In the early 1990s, Paul McCartney appeared on Later with Bob Costas, a late night program on NBC-TV. The host asked Paul what Beatles covers that he most enjoyed. We Can Work It Out by Stevie Wonder was named, as well he should.
Paul also mentioned Roy Redmond’s version of Good Day Sunshine, which he acknowledged was a rather obscure track. In fact, the ONLY reason I know it is because it appears on one of those Warner Brothers Loss Leaders that I collected in the 1970s. COOK BOOK, from 1977, focused “on Warner’s black acts,” which were negligible only a few years earlier.
This version was released as Loma 2075 way back in July 1967. The B-side of the single was That Old Time Feeling. Oddly, It would appear that Roy Redmond recorded two 45s – both on Loma… – and then, mysteriously, nothing more.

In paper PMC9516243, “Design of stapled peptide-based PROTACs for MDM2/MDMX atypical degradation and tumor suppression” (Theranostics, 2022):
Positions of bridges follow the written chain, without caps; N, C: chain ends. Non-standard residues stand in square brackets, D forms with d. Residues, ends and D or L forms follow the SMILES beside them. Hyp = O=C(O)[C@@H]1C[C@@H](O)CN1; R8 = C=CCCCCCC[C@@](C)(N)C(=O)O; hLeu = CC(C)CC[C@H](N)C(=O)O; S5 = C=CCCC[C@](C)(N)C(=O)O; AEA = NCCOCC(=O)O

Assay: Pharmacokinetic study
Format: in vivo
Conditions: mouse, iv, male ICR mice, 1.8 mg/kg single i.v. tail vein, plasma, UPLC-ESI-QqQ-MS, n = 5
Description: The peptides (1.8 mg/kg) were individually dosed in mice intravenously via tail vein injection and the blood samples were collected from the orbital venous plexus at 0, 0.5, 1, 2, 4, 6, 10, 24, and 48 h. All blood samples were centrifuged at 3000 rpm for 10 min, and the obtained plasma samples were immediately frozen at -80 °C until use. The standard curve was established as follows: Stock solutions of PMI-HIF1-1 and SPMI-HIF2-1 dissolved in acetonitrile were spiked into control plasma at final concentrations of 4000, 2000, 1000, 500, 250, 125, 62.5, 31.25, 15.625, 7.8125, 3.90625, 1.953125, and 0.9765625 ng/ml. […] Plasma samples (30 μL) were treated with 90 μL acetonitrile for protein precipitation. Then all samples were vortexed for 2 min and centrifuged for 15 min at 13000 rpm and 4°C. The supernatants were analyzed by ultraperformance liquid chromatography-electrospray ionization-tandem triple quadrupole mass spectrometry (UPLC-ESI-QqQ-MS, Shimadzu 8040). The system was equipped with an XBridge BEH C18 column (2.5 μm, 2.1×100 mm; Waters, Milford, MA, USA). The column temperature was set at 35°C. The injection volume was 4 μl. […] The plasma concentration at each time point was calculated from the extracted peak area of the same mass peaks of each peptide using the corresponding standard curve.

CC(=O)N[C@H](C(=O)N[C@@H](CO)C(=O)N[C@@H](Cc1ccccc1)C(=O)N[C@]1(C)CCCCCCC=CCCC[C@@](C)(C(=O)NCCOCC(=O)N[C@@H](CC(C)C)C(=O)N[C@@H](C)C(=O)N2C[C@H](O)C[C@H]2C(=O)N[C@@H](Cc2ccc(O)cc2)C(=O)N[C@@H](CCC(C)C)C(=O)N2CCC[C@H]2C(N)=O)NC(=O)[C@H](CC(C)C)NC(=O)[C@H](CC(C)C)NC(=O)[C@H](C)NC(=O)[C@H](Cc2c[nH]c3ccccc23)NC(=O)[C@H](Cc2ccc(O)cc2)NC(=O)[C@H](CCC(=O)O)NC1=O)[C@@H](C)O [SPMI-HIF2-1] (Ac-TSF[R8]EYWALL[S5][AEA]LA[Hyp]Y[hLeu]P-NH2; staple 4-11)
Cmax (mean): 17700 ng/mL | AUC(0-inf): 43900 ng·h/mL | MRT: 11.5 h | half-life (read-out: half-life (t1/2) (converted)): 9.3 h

The other single, from April 1967, was Ain’t That Terrible/A Change Is Gonna Come. Yes, the latter is the Sam Cooke song.
“Loma Records was established in 1964 in order for Warner Brothers to capitalize on the emerging soul market – but almost exclusively as a singles label. Bob Krasnow, who ran the San Francisco branch of King Records from 1958-1964, was tapped by Warner Brothers to run Loma Records from its founding until the label ceased operations in 1968.”
Redmond’s Good Day Sunshine was in the middle of three Beatles songs on COOK BOOK, codifying yet again that the effect black music had on the Beatles was reciprocated.
Randy Crawford’s version of Don’t Let Me Down appears on her 1976 album Every Must Change. The Long and Winding Road was a 1976 B-side to a song called Hurry, Hurry by New Birth, “the Detroit band that helped invent American funk music.”